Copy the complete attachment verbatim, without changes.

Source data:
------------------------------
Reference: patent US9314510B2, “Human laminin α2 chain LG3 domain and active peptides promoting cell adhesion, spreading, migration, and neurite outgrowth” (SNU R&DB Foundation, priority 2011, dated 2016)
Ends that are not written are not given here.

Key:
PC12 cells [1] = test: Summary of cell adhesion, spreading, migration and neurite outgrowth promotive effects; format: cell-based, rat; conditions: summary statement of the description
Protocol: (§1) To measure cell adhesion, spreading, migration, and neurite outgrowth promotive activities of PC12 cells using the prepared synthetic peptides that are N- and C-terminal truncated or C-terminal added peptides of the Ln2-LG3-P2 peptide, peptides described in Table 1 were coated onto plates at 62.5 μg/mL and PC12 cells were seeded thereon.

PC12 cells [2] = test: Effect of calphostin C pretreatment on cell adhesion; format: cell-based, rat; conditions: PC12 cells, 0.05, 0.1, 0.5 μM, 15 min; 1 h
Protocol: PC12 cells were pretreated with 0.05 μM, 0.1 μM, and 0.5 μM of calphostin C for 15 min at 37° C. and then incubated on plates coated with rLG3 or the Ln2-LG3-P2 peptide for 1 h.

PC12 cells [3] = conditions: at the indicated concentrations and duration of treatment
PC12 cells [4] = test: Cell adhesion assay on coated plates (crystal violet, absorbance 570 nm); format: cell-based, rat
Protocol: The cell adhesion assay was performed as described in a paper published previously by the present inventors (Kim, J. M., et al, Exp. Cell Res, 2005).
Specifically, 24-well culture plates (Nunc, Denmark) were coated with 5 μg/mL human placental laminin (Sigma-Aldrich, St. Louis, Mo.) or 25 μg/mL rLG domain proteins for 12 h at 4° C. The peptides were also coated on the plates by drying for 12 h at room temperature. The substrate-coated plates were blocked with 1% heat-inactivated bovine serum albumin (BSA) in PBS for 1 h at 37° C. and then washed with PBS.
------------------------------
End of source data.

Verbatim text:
Reference: patent US9314510B2, “Human laminin α2 chain LG3 domain and active peptides promoting cell adhesion, spreading, migration, and neurite outgrowth” (SNU R&DB Foundation, priority 2011, dated 2016)
Ends that are not written are not given here.

Key:
PC12 cells [1] = test: Summary of cell adhesion, spreading, migration and neurite outgrowth promotive effects; format: cell-based, rat; conditions: summary statement of the description
Protocol: (§1) To measure cell adhesion, spreading, migration, and neurite outgrowth promotive activities of PC12 cells using the prepared synthetic peptides that are N- and C-terminal truncated or C-terminal added peptides of the Ln2-LG3-P2 peptide, peptides described in Table 1 were coated onto plates at 62.5 μg/mL and PC12 cells were seeded thereon.

PC12 cells [2] = test: Effect of calphostin C pretreatment on cell adhesion; format: cell-based, rat; conditions: PC12 cells, 0.05, 0.1, 0.5 μM, 15 min; 1 h
Protocol: PC12 cells were pretreated with 0.05 μM, 0.1 μM, and 0.5 μM of calphostin C for 15 min at 37° C. and then incubated on plates coated with rLG3 or the Ln2-LG3-P2 peptide for 1 h.

PC12 cells [3] = conditions: at the indicated concentrations and duration of treatment
PC12 cells [4] = test: Cell adhesion assay on coated plates (crystal violet, absorbance 570 nm); format: cell-based, rat
Protocol: The cell adhesion assay was performed as described in a paper published previously by the present inventors (Kim, J. M., et al, Exp. Cell Res, 2005).
Specifically, 24-well culture plates (Nunc, Denmark) were coated with 5 μg/mL human placental laminin (Sigma-Aldrich, St. Louis, Mo.) or 25 μg/mL rLG domain proteins for 12 h at 4° C. The peptides were also coated on the plates by drying for 12 h at room temperature. The substrate-coated plates were blocked with 1% heat-inactivated bovine serum albumin (BSA) in PBS for 1 h at 37° C. and then washed with PBS.